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CPSC Inspecting Chinese Drywall Homes in Florida

Mar 27, 2009 | Parker Waichman LLP

Investigators from the Consumer Products Safety Commission (CPSC) are on the ground in Florida trying to determine if defective Chinese drywall used in some newer homes in the state poses a health threat.  

According to, the Florida Health Department has received at least 155 complaints about Chinese drywall that produces a "rotten eggs" odor in homes.  The fumes from the drywall have also been linked to corroding metals in many of the homes, and people living with the material have reported sinus and respiratory problems. Many Florida homeowners have had to leave their homes because the Chinese drywall has made them unlivable, and some builders in the state are scrambling to gut homes and replace the drywall.

Unfortunately, it is becoming apparent that problems involving defective Chinese drywall go far beyond Florida.  As we reported earlier this week,  a Virginia builder, The Dragas Companies, has confirmed that some of the homes it built contain Chinese drywall.  The company is in the process of inspecting is nearly every one of its homes in two developments in Chesapeake and Virginia Beach, and is also paying to fix homes with imported drywall and helping residents relocate for a few months while the work is being done.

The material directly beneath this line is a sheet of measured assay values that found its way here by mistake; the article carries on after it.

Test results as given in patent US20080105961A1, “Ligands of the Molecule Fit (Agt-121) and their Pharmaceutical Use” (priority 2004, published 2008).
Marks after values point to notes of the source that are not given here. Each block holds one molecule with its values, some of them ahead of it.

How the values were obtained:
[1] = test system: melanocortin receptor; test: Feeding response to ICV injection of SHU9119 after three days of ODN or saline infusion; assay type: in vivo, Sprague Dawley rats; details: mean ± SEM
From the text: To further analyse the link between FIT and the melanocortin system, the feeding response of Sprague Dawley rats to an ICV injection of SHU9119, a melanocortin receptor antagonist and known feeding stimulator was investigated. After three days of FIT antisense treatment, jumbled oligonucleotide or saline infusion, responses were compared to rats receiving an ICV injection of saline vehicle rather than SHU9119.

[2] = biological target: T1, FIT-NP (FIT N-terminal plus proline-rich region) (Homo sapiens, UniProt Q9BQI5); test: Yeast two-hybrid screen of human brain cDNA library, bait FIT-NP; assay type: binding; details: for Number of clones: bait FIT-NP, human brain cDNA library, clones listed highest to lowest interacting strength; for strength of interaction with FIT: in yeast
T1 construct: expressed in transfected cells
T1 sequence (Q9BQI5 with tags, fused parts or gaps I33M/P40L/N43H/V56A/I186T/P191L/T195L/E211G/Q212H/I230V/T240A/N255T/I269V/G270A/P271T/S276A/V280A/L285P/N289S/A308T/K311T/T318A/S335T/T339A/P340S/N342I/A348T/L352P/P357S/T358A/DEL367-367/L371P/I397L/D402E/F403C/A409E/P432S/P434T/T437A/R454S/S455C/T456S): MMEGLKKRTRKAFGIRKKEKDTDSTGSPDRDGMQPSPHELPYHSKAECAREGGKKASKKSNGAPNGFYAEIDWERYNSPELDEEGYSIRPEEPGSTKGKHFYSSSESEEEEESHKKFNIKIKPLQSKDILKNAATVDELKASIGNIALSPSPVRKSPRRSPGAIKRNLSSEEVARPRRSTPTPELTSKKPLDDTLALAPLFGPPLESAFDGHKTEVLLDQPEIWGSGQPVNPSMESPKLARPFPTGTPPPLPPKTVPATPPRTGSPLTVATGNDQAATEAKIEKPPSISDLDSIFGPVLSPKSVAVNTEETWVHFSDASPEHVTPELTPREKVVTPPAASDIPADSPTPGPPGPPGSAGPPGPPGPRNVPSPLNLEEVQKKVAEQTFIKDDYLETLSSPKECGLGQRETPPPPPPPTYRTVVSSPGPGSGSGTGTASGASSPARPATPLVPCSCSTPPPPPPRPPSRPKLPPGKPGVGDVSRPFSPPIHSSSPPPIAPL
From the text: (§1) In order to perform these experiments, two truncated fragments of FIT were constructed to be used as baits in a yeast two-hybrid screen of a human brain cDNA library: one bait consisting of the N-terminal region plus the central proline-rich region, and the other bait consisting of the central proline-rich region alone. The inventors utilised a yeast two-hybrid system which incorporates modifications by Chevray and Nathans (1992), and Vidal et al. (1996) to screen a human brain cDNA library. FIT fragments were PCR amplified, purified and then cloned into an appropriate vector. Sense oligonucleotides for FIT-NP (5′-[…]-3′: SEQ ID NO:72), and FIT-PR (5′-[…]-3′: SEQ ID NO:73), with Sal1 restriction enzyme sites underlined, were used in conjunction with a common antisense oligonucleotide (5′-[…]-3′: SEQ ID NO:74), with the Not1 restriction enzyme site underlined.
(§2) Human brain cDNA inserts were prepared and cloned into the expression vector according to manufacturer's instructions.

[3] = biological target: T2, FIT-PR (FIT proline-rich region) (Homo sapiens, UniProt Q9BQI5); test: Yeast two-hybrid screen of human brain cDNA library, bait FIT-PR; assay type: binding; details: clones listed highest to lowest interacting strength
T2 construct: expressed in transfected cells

As we reported last week, a family from New Orleans has also filed a class action lawsuit against several drywall manufacturers. A similar lawsuit has been filed in Alabama, and in Florida, at least four are pending. According to the consumer group America’s Watchdog, drywall from China was likely used in the Deep South, the Midwest, the Southwest and the Pacific Northwest, including Vancouver, British Columbia, and even Hawaii.

Last month, Sen. Bill Nelson, D-FL, had asked both the CPSC and the Environmental Protection Agency to investigate the Chinese drywall problem in the state.  According to, the CPSC has had investigators in Florida for several weeks now.  They recently began to conduct formal assessments of individual homes.  The CPSC's 5-member team consists of two engineers and a toxicologist, along with the commission's director of defect investigations, said.

If the CPSC investigation finds that the Chinese drywall poses a safety hazard, it has the power to stop sales of the material, and bar it from entering the country.  According to, the commission could also issue a recall, and subpoena drywall-related records from builders, suppliers and manufacturers.

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